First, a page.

Week 4: (5 min warm-up walk, 3 min. run/90 sec. walk/5 min. run/3 min. walk, repeat twice, 5 min cool down) January 13th-19th Again, I chose to do 4 sessions for this week instead of 3. Although I am stronger, these last weeks have been challenging. I have dealt with seasonal asthma on and off for my whole life, and I only remember that when I run for an extended period. However, I am working to find a consistent running speed that I can maintain without shortness of breath. That goal is getting more achievable with each session so I am not discouraged. I had the distinct pleasure of visiting my relative over the weekend, who joined me in my run. She chose to walk as befits her comfort, and I used my walking portions to join her.
Week 5: (Day 1: 5 min warm-up walk, 5min. run/3 min. walk/5 min. run/3 min. walk/ 5 min. run, 5 min cool down//Day 2:5 min warm-up walk, 8 min. run/5 min walk/ 8 min run, 5 min cool down// Day 3: 5 min warmup walk, 20 min. run ) This week was all kinds of interesting. Main thing I discovered is the huge difference cold air makes on my running. The first two sessions (technically three because Handsome and I added another 8 min session) I ran while I was still in Florida. I tried to run the 20 minutes outside in New Jersey. Although not extremely cold that day, the air was cool enough to make it nearly impossible for me to keep my breath, and thus I ran for 10 minutes, walked 3 minutes, and then ran 7 minutes. However, two days later, I paid to use the gym across the street from me. I ran 20 minutes with little problems (except sending my iPhone flying, and having a delightful spill off the treadmill that miraculously did not result in injury to either the device or my body). I am elated that I ran that distance, and I can’t wait to do so again.
Week I-Lost-Track-but-Doesn’t-Really-Matter So, main point of this is to say that I MADE GOAL AND RAN 30 MINUTES STRAIGHT!!!! I am very excited by this accomplishment, and I plan to start varying the speeds at which I run rather than trying to run for longer periods of time. Running is still extremely boring 😦
- Yoga/ Stretching: I have always had an attraction to yoga, and other forms of disciplined stretching that only use the body as a tool. I would not claim that I am a master at yoga, more of a magpie who uses various poses and stretches that she has gathered over the years. This type of exercise engages me with my body in a way that not only challenges me, but also allows me to use my flexibility to my advantage. I use this exercise not only to stretch myself properly pre and post run, but also as its own form of exercise on the days where I do not go running (the running program stresses spreading out the days so that you don’t strain yourself). An excellent addition to the aerobic workout and I highly recommend such attention to one’s every extremity that yoga provides.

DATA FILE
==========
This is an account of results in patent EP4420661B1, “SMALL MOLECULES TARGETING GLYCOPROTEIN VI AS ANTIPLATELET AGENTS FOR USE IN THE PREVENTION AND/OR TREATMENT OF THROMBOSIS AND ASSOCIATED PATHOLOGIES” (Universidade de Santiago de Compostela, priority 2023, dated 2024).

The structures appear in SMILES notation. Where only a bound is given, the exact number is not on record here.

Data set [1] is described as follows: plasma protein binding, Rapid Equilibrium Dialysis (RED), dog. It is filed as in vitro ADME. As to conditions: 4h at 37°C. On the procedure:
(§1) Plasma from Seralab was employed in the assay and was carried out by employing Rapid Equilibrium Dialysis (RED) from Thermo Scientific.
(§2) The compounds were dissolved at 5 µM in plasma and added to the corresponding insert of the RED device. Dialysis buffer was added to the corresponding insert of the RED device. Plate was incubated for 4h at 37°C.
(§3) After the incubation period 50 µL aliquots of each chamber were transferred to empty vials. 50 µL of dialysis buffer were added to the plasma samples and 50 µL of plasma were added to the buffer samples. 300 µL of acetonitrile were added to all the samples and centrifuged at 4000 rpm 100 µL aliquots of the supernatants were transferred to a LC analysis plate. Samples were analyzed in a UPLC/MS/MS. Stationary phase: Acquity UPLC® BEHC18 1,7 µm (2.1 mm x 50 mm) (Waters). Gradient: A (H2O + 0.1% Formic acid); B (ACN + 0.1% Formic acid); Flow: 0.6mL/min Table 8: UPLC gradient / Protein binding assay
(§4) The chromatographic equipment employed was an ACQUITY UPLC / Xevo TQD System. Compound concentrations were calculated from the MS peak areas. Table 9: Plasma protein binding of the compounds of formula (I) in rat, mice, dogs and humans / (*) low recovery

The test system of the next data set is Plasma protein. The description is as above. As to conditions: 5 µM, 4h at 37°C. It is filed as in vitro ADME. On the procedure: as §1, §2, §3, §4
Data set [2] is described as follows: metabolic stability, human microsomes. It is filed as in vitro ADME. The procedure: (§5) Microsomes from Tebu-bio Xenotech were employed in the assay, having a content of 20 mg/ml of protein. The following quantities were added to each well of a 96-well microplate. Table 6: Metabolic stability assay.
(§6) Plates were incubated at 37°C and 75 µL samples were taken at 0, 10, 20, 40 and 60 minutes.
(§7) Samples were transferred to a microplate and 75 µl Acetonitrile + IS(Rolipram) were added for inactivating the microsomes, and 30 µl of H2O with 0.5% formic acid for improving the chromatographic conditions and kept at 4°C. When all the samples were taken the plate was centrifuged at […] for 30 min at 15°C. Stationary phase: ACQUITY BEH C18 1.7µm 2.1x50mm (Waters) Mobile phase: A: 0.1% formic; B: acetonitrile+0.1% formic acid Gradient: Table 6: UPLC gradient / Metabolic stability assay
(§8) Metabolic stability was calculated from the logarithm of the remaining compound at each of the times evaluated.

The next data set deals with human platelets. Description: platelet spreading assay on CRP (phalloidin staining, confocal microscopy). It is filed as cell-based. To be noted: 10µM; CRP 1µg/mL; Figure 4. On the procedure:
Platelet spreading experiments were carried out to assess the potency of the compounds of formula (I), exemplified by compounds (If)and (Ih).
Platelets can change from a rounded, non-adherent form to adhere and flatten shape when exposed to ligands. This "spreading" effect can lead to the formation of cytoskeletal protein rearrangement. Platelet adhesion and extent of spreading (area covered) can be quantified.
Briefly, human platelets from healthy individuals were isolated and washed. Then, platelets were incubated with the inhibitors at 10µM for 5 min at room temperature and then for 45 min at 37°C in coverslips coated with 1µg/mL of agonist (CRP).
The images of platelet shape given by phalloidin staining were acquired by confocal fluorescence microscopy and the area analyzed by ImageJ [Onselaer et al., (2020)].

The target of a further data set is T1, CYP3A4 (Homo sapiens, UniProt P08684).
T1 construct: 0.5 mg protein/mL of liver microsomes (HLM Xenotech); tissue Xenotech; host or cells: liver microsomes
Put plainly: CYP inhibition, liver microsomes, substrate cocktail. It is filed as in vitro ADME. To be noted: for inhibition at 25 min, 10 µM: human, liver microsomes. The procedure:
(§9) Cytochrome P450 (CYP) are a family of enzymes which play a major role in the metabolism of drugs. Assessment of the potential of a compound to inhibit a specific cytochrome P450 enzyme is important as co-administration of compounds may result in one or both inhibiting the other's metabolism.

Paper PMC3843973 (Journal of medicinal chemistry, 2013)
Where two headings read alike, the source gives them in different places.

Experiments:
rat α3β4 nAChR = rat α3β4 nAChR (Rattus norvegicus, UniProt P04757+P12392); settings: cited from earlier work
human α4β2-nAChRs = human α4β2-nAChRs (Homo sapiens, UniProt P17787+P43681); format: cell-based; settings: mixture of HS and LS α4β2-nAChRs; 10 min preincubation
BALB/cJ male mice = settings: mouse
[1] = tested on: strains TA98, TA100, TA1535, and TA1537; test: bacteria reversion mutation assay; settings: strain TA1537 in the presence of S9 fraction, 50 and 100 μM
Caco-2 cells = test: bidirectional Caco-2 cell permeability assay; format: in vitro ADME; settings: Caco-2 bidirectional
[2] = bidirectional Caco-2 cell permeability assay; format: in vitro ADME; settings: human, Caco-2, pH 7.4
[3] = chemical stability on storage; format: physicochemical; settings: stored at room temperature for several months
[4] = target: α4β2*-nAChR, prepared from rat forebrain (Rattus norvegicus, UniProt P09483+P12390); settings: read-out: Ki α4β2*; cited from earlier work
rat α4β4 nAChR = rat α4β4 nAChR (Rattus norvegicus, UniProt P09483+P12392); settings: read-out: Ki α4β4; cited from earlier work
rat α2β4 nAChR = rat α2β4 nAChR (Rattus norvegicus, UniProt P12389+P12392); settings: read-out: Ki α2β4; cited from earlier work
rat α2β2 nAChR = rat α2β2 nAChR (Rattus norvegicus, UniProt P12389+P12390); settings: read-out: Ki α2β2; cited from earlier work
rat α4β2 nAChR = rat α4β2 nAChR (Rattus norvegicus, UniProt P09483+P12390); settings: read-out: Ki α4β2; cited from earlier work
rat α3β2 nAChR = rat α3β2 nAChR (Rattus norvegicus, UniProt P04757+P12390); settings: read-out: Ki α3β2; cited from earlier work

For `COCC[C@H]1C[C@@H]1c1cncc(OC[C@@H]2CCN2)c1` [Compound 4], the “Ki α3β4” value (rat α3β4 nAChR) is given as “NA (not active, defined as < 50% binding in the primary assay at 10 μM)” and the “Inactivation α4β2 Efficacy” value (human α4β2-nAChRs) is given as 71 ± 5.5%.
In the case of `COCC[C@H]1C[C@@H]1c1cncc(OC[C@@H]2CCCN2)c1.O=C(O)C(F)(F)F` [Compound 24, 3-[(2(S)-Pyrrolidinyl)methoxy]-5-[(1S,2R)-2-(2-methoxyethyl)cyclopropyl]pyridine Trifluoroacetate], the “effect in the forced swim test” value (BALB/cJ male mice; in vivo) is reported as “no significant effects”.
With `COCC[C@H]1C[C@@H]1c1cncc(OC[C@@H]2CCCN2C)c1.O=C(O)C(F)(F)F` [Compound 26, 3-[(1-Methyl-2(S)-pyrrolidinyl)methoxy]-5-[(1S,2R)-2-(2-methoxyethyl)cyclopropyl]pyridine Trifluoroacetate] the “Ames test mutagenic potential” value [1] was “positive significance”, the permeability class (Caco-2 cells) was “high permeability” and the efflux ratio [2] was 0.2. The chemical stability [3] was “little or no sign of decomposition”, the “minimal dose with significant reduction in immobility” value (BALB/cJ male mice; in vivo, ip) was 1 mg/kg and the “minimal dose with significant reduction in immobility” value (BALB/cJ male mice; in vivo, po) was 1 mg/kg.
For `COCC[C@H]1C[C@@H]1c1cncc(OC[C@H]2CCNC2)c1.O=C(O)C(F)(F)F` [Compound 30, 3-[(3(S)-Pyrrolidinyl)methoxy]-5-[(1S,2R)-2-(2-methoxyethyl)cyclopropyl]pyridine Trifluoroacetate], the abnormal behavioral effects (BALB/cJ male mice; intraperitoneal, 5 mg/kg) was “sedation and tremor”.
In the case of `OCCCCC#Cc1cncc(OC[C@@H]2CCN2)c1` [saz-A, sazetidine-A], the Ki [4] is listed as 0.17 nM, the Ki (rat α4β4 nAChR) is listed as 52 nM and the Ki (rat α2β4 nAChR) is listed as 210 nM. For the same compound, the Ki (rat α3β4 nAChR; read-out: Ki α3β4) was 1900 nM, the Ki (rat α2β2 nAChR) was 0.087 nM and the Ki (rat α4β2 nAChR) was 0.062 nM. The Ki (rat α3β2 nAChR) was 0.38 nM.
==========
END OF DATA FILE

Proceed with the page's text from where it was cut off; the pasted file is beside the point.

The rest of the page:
Downward Facing Dog ((AH-doh MOO-kah shvah-NAHS-anna)
adho = downward
mukha = face
svana = dog
(* Above definition found on http://www.yogajournal.com/poses/491)
This is probably in my top 5 favorite poses. This stretch seriously challenges you to focus on pressing through the whole of your body to gain the most from the stretch. While the focus is the back, I always feel Dog most in my calves and hips. There are all kinds of benefits to this pose, which you can read about in the link provided above. In my personal experience, I enjoy how it is a strong pose in its own right, but yet has the capacity to be a transition into multiple other stretches.
Alright, let’s make this logical instead of haphazard. Every month, I am going to talk about a different yoga pose that will meet one or more of the following criteria:
a) I love the pose
b) I hate the pose
c) I am working to perfect the pose
d) I really think the pose is nifty even if I have no intention of trying it ever
With that said, the KP Yoga Pose for March is…..
Child’s Pose (Balasana)
bala = child
(Above definition found on http://www.yogajournal.com/poses/475)
This pose is seriously wonderful and fairly well-known, even among communities outside of yoga practitioners. The two pictures show the most common variations, but I prefer a version similar to the top picture, only with the thighs spread apart rather than together. This is mainly a “rest” pose that is meant to allow your body to relax in between the more vigorous poses.